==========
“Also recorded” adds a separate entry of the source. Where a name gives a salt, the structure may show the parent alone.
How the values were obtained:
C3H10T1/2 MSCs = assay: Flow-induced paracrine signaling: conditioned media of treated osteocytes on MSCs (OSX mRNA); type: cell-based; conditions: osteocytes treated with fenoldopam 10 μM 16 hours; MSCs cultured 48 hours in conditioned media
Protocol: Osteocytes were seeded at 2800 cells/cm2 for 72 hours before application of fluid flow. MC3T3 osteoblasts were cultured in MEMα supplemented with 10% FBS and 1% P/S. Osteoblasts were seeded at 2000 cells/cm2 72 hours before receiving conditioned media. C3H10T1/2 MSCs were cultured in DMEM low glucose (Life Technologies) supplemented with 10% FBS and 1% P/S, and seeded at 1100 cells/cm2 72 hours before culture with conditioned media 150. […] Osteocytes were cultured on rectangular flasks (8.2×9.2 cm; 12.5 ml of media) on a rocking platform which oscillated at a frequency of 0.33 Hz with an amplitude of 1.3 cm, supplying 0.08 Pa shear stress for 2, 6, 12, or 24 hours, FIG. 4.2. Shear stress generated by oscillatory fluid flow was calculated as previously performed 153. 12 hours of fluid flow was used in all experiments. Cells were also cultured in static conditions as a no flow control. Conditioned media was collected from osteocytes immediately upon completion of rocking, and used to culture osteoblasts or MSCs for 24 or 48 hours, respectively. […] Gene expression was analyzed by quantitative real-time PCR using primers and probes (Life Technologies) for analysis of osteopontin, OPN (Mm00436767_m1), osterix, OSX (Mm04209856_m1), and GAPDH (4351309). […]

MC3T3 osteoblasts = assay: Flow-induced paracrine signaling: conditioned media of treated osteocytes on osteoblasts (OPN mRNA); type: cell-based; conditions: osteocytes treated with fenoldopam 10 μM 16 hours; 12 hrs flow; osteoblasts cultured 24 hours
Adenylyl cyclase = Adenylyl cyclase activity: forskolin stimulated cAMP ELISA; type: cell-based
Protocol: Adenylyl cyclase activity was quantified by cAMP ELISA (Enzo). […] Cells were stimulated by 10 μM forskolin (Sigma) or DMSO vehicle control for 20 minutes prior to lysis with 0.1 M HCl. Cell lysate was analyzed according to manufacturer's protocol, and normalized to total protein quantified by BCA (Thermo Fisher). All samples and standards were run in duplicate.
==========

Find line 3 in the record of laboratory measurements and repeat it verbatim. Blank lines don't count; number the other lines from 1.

C3H10T1/2 MSCs = assay: Flow-induced paracrine signaling: conditioned media of treated osteocytes on MSCs (OSX mRNA); type: cell-based; conditions: osteocytes treated with fenoldopam 10 μM 16 hours; MSCs cultured 48 hours in conditioned media